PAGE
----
The Chet worm arrives in the form of an email attachment called 11September.exe. The accompanying text claims that the FBI and Al-Qaeda worked together to plan last year's terrorist attacks in New York. The email text coaxes computer users into double clicking on the viral attachment using suggestions that it includes photographs of Osama bin Laden and the US Secretary of State Security involved in 'friendly dialogue'.
"The Chet worm author is the latest to use psychological tricks to try to dupe users into opening malicious code, however, this in probably the sickest and lamest trick to date," said Graham Cluley, senior technology consultant, Sophos Anti-Virus. "The implausibility of the allegations contained in the worm's email will hopefully mean most people will instantly recognise this as suspicious."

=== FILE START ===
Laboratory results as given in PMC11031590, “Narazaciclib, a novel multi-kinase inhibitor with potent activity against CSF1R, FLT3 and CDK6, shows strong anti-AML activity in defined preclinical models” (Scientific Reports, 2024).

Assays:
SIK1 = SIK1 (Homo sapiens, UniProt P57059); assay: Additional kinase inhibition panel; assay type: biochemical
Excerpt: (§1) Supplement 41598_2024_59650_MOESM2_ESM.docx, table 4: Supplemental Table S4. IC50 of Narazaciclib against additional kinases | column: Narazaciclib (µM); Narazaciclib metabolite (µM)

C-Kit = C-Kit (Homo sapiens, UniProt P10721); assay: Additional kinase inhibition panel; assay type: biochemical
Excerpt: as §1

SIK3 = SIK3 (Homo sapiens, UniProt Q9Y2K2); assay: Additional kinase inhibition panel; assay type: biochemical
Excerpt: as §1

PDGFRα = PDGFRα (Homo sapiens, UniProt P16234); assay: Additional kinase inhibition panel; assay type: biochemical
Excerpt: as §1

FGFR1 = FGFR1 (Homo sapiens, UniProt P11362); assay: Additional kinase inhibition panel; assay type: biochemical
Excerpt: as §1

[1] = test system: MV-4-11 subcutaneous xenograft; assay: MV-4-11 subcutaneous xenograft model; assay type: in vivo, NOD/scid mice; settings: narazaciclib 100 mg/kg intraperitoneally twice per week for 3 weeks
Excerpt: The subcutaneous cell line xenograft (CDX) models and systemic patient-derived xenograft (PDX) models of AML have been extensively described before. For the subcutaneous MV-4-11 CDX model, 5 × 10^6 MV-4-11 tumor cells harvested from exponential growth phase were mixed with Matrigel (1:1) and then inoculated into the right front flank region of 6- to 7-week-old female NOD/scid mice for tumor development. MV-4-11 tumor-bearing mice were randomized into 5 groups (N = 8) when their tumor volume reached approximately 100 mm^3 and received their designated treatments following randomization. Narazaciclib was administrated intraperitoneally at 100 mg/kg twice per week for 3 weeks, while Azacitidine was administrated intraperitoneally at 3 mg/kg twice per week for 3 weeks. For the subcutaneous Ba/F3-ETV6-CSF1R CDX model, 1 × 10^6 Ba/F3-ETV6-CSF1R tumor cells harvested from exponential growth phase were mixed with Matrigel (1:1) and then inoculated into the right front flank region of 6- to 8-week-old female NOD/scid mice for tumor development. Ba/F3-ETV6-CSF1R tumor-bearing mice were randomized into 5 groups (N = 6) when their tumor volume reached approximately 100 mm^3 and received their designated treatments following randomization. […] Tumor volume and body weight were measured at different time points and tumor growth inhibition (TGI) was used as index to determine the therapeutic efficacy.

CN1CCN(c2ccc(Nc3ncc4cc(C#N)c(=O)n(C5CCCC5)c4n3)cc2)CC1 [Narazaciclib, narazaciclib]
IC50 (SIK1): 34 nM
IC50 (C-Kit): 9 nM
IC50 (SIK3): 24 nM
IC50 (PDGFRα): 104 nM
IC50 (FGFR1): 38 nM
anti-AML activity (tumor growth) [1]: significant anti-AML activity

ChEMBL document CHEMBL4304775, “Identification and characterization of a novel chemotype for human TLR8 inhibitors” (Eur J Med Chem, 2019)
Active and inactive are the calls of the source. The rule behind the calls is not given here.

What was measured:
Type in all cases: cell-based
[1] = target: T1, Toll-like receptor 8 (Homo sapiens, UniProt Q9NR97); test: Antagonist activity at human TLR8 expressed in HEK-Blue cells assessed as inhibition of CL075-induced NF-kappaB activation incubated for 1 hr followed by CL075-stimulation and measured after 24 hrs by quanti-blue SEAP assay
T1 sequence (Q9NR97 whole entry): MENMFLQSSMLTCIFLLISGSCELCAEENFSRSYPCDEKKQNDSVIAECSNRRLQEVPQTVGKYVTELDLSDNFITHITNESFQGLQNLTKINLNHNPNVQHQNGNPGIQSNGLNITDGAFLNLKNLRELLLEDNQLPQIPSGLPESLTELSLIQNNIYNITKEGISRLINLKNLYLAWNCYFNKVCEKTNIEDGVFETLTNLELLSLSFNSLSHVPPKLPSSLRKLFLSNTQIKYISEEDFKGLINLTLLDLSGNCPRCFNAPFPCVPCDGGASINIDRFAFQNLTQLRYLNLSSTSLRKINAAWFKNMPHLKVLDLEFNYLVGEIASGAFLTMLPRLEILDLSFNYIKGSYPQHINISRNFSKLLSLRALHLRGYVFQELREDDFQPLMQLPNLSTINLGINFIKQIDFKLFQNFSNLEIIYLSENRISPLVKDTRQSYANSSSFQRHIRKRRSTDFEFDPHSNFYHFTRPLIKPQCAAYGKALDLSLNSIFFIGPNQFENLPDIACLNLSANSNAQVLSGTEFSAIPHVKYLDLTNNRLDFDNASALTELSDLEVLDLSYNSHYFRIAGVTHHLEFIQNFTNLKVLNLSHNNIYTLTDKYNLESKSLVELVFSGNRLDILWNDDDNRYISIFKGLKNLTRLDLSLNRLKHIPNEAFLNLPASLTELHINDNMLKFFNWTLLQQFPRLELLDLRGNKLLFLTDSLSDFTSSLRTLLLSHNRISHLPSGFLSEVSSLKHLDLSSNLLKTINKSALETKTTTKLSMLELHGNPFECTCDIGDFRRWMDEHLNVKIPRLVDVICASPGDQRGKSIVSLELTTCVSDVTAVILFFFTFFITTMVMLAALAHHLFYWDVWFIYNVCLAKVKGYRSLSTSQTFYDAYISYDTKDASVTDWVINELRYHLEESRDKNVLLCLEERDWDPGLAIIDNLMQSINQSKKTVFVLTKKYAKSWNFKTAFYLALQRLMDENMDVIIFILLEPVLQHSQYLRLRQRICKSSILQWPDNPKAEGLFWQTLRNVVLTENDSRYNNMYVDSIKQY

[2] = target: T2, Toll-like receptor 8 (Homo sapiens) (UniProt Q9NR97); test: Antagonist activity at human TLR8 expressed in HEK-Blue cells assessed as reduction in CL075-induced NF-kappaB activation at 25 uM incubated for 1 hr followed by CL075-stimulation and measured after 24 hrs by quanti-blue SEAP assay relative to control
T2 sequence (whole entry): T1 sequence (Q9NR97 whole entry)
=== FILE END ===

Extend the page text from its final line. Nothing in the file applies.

Sophos has not received any reports of the Chet worm in the wild, but reminds users to practice safe computing and keep their anti-virus software regularly updated. Users are particularly reminded not to launch attachments received via email.
Further information (including graphics of the Chet worm in action) can be found at
Some simple to implement safe computing guidelines can be found at http://www.sophos.com/virusinfo/articles/safehex.html